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Most of these mutations of information are attributable to causes such as hacking and machine error, but a few per cent are not — these changes originate not from humans, but from vagaries in the system itself. The flow of bits through the telephone network has, in the past decade, become statistically similar to the fractal pattern found in self-organized systems. This suggests that it is developing behaviour of its own. Although the technium has neither an idea of self nor conscious desires, it develops mechanical tendencies, or 'wants', through its complex behaviour.


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Its millions of amplifying relationships and circuits of influence push the technium in certain directions. For example, some personal robots can navigate obstacles to seek out power outlets and plug themselves in to be recharged. For Kelly, these robots are like bacteria drifting towards nutrients with no conscious awareness of that goal. As frontier technologies increase in sophistication, these 'wants' gain in both complexity and force. Moreover, the tendencies become increasingly independent of human designers and users.

As Kelly points out, technophobes and technophiles alike agree that the technium is spinning beyond human control. They disagree only on what should be done about it: whether the technium should be stopped, modified or embraced. Kelly respects all sides in the polarized debates about technology. He accepts the unease that the technium can unleash, devoting chapters to the anti-technology manifesto of the Unabomber, Ted Kaczynski, and the selective uptake of innovations by Amish people.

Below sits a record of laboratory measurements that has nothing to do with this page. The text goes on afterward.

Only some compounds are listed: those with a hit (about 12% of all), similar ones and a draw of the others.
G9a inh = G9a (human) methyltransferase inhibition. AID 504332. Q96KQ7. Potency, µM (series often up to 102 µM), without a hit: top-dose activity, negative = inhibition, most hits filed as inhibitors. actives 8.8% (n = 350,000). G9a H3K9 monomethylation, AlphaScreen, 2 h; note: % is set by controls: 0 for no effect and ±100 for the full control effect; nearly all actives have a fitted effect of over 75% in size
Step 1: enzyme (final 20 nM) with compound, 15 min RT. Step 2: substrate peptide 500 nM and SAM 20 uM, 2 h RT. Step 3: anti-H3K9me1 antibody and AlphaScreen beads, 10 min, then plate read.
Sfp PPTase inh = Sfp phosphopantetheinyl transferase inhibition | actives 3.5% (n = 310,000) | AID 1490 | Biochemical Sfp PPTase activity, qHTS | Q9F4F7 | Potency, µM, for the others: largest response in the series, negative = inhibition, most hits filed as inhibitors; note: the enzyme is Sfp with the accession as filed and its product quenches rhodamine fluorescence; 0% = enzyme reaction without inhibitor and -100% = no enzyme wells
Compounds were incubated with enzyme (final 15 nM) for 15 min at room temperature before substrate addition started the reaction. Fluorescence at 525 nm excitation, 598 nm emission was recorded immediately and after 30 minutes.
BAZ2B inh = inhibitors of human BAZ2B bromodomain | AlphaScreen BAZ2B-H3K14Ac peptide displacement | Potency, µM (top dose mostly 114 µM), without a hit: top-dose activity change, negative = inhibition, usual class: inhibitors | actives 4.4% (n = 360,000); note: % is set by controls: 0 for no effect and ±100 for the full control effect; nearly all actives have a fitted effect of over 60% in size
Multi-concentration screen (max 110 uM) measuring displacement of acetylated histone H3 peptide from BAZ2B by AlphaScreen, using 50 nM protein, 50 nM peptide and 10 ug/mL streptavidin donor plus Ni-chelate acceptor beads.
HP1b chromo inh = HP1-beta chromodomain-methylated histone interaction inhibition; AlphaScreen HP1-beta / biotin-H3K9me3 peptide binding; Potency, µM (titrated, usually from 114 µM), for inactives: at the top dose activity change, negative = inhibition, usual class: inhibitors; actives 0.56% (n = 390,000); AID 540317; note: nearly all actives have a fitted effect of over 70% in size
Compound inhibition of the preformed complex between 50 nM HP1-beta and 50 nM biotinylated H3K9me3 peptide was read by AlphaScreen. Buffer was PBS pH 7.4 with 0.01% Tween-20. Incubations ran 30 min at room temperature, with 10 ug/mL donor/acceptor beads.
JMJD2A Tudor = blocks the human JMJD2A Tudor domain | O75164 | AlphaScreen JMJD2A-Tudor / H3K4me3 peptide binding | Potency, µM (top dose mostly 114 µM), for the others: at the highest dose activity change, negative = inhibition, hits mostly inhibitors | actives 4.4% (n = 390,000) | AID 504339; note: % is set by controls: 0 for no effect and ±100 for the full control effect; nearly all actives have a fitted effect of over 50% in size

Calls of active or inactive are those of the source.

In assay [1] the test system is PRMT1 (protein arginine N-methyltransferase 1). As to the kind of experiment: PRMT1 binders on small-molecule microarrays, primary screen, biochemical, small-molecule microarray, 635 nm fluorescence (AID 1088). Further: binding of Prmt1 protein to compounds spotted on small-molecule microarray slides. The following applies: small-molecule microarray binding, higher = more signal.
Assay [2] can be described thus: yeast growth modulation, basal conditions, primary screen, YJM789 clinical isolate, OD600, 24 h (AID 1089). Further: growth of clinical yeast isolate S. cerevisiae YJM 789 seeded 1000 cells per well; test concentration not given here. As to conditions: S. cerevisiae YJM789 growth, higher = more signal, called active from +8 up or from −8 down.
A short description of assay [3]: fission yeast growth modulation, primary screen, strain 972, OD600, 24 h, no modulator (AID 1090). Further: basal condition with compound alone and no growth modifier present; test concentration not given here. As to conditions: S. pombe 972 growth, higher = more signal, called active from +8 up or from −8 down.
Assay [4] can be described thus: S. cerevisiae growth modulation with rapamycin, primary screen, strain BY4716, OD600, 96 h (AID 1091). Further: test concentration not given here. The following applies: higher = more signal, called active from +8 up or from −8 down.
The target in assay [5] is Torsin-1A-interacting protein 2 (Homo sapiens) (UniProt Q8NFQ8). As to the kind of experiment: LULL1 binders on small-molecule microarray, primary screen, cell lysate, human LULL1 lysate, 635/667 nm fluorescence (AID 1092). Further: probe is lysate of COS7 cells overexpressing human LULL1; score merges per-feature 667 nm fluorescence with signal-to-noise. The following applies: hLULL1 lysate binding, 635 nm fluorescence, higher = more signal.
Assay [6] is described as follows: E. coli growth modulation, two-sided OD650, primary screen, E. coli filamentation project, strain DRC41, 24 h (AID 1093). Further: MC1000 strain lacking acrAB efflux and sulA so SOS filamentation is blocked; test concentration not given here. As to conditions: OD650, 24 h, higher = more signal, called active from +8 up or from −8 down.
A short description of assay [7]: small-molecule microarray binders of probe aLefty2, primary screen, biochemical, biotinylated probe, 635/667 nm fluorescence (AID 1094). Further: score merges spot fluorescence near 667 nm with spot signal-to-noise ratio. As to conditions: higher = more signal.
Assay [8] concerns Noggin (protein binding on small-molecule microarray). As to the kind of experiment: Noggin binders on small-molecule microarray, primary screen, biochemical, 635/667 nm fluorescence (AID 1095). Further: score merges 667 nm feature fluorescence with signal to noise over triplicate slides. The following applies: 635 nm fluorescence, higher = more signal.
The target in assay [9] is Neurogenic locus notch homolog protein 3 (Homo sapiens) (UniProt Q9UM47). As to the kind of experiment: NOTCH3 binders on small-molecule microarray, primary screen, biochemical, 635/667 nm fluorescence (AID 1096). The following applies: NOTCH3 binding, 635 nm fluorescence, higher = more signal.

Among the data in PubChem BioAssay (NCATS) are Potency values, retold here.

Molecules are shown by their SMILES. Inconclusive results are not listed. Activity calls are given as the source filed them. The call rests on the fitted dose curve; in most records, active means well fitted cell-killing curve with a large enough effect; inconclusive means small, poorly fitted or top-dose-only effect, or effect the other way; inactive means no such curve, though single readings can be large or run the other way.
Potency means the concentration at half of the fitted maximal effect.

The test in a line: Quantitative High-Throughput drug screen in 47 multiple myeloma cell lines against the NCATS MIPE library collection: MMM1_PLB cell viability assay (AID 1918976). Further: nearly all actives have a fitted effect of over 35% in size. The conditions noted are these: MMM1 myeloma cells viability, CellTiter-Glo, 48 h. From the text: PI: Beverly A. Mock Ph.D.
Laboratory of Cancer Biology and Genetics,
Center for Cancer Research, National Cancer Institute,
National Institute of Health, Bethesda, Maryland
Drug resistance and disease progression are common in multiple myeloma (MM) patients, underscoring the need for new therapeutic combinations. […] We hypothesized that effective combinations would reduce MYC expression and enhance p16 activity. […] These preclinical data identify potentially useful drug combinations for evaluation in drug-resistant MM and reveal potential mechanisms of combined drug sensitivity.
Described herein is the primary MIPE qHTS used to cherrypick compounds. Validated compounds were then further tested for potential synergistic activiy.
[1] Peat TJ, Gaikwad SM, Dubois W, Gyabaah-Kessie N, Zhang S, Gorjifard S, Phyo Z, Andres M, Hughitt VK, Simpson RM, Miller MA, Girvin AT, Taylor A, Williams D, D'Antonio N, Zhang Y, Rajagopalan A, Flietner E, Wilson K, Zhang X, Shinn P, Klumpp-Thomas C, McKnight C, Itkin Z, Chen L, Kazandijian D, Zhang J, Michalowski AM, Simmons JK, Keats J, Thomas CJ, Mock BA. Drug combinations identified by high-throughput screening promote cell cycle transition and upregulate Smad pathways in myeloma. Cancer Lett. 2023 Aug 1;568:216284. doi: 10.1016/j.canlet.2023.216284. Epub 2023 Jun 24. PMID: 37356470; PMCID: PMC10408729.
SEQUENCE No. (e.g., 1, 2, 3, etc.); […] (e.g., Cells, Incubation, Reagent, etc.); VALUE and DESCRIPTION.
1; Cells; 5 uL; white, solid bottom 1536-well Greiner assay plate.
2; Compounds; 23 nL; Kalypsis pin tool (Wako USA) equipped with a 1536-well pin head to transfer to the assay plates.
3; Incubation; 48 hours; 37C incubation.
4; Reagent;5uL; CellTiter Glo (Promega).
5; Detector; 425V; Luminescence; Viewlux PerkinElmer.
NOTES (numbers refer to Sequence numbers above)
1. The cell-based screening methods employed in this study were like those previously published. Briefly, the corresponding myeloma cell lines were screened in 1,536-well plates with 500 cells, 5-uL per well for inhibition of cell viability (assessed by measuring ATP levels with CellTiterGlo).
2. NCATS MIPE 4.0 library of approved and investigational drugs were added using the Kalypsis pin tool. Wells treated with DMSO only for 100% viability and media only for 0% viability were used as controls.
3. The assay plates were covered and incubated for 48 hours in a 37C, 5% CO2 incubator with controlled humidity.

What Technology Wants

He recognizes those who have positions in between, including the proponents of indigenous knowledge and inventors themselves. Apprehension about the technium assuming a life of its own continues to grow with the rise of genomics, robotics, informatics and nanotechnology. Cautious states and publics often turn to the precautionary principle, which holds that any technology must be shown to do no harm before it can be embraced.

Kelly argues that this approach is impractical, unfeasible and unattainable.

Every technology produces degrees of good, harm and risk, and the evolution of each is uncertain — none can ever be said to be decisively safe. As an alternative, Kelly draws on philosopher Max More's 'proactionary principle', which states that the only way to evaluate new technologies is to try them out as prototypes and then refine them. To evaluate risk we must continually assess new technologies in the context of use. Kelly pares More's principle down to five elements: anticipation; continual assessment; prioritization of risks; rapid correction of harm; and redirection.

Owing to the autonomy of the technium, Kelly contends, it is pointless to ban risky technologies. Attempts to put a moratorium on them will only ensure that the emergent ones will be even more impervious to human control — exhibiting a form of natural selection. Instead, we should strive to produce technology that is 'more convivial' — that is, more compatible with life. Kelly believes that every technology can be channelled towards uses that promote greater transparency and more collaboration, flexibility and openness across society.

He also extensively used the phrase 'socio-technical system' rather than 'social system' to capture the seamless amalgamation of humans and technology. But Kelly's concept of the technium and his description of how it attains autonomy are original and timely. Reprints and Permissions. Nature By submitting a comment you agree to abide by our Terms and Community Guidelines.

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Skip to main content. Subjects Philosophy Society Technology. Technologies such as this drone are becoming increasingly independent of humans. Add to Wishlist. USD Sign in to Purchase Instantly. About the Author Kevin Kelly is the cofounder of Wired magazine and was its executive editor for its first seven years.

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